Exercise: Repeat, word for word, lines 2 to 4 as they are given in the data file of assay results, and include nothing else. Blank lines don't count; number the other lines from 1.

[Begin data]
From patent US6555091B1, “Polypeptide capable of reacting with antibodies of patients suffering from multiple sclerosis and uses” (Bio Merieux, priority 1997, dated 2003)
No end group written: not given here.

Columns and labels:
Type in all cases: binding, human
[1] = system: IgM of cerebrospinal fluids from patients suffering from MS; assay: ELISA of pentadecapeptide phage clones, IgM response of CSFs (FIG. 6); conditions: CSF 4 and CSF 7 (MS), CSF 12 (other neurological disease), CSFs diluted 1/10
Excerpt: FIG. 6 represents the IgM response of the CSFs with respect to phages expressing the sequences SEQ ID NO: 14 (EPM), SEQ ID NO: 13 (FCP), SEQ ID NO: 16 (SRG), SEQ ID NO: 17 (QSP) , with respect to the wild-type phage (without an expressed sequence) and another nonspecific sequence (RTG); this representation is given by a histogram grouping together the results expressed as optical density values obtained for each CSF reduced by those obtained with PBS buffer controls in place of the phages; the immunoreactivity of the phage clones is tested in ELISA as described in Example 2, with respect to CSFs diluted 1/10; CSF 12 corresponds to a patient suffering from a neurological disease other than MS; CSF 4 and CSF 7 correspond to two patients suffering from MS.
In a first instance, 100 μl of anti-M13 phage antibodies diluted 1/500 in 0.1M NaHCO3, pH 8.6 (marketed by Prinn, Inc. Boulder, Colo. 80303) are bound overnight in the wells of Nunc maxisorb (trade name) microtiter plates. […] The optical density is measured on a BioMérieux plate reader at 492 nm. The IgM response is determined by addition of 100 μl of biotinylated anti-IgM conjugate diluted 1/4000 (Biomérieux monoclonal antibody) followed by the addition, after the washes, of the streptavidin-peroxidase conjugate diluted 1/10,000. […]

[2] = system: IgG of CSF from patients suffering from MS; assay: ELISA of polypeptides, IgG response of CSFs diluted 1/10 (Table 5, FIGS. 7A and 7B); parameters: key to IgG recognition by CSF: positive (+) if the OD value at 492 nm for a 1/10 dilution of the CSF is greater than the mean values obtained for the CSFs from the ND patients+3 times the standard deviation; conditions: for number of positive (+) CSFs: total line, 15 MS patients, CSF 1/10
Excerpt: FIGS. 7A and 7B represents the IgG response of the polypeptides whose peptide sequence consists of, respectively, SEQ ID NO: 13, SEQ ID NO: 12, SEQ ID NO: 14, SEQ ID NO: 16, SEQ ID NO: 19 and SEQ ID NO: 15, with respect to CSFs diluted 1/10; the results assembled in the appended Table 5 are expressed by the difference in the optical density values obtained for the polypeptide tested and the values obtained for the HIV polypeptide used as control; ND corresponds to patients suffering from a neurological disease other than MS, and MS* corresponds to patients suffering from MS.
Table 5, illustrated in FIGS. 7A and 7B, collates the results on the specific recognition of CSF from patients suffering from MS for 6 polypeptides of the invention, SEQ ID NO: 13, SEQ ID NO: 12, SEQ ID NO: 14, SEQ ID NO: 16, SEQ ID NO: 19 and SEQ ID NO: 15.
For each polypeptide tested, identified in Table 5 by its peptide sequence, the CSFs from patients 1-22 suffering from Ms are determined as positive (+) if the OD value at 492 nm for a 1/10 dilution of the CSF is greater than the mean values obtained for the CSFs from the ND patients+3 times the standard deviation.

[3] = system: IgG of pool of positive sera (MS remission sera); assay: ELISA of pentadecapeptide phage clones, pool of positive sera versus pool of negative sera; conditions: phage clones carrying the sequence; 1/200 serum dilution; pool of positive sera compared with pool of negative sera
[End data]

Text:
No end group written: not given here.

Columns and labels:
Type in all cases: binding, human